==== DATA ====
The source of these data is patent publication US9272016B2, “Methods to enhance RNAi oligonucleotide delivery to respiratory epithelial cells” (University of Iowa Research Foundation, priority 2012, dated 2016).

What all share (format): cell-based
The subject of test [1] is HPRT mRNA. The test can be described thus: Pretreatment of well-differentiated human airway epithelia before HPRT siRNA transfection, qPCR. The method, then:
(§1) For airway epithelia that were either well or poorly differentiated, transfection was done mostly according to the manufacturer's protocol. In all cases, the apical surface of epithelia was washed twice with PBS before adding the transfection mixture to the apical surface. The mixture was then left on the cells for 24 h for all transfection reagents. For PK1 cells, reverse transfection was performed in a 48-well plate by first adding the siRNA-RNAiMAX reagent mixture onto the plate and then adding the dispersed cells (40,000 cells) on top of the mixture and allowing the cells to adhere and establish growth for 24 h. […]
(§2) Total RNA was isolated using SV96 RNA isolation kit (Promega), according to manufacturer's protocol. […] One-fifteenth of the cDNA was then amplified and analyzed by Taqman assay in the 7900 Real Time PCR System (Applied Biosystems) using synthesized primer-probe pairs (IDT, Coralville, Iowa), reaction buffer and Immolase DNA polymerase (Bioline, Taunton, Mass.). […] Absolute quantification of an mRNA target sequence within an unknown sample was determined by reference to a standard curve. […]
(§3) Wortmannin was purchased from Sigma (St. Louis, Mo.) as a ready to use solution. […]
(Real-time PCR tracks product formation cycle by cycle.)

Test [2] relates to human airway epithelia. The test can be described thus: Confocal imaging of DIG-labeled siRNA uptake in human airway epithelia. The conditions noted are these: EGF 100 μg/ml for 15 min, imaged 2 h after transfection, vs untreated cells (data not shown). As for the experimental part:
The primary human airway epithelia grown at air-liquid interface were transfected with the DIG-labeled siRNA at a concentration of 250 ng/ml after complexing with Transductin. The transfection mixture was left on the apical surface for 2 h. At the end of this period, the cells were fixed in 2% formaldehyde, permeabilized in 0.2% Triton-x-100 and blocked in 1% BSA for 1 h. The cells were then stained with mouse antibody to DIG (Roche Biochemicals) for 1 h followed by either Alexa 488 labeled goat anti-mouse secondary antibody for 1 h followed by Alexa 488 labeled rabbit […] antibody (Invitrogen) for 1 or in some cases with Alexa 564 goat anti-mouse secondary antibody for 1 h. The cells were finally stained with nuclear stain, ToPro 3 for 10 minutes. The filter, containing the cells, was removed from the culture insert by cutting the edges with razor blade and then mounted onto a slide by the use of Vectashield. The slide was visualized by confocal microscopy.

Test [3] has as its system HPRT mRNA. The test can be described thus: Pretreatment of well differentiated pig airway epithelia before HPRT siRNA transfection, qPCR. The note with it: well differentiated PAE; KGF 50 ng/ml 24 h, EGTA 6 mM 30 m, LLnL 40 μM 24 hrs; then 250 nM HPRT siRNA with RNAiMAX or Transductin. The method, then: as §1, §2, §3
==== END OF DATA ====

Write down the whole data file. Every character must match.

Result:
The source of these data is patent publication US9272016B2, “Methods to enhance RNAi oligonucleotide delivery to respiratory epithelial cells” (University of Iowa Research Foundation, priority 2012, dated 2016).

What all share (format): cell-based
The subject of test [1] is HPRT mRNA. The test can be described thus: Pretreatment of well-differentiated human airway epithelia before HPRT siRNA transfection, qPCR. The method, then:
(§1) For airway epithelia that were either well or poorly differentiated, transfection was done mostly according to the manufacturer's protocol. In all cases, the apical surface of epithelia was washed twice with PBS before adding the transfection mixture to the apical surface. The mixture was then left on the cells for 24 h for all transfection reagents. For PK1 cells, reverse transfection was performed in a 48-well plate by first adding the siRNA-RNAiMAX reagent mixture onto the plate and then adding the dispersed cells (40,000 cells) on top of the mixture and allowing the cells to adhere and establish growth for 24 h. […]
(§2) Total RNA was isolated using SV96 RNA isolation kit (Promega), according to manufacturer's protocol. […] One-fifteenth of the cDNA was then amplified and analyzed by Taqman assay in the 7900 Real Time PCR System (Applied Biosystems) using synthesized primer-probe pairs (IDT, Coralville, Iowa), reaction buffer and Immolase DNA polymerase (Bioline, Taunton, Mass.). […] Absolute quantification of an mRNA target sequence within an unknown sample was determined by reference to a standard curve. […]
(§3) Wortmannin was purchased from Sigma (St. Louis, Mo.) as a ready to use solution. […]
(Real-time PCR tracks product formation cycle by cycle.)

Test [2] relates to human airway epithelia. The test can be described thus: Confocal imaging of DIG-labeled siRNA uptake in human airway epithelia. The conditions noted are these: EGF 100 μg/ml for 15 min, imaged 2 h after transfection, vs untreated cells (data not shown). As for the experimental part:
The primary human airway epithelia grown at air-liquid interface were transfected with the DIG-labeled siRNA at a concentration of 250 ng/ml after complexing with Transductin. The transfection mixture was left on the apical surface for 2 h. At the end of this period, the cells were fixed in 2% formaldehyde, permeabilized in 0.2% Triton-x-100 and blocked in 1% BSA for 1 h. The cells were then stained with mouse antibody to DIG (Roche Biochemicals) for 1 h followed by either Alexa 488 labeled goat anti-mouse secondary antibody for 1 h followed by Alexa 488 labeled rabbit […] antibody (Invitrogen) for 1 or in some cases with Alexa 564 goat anti-mouse secondary antibody for 1 h. The cells were finally stained with nuclear stain, ToPro 3 for 10 minutes. The filter, containing the cells, was removed from the culture insert by cutting the edges with razor blade and then mounted onto a slide by the use of Vectashield. The slide was visualized by confocal microscopy.

Test [3] has as its system HPRT mRNA. The test can be described thus: Pretreatment of well differentiated pig airway epithelia before HPRT siRNA transfection, qPCR. The note with it: well differentiated PAE; KGF 50 ng/ml 24 h, EGTA 6 mM 30 m, LLnL 40 μM 24 hrs; then 250 nM HPRT siRNA with RNAiMAX or Transductin. The method, then: as §1, §2, §3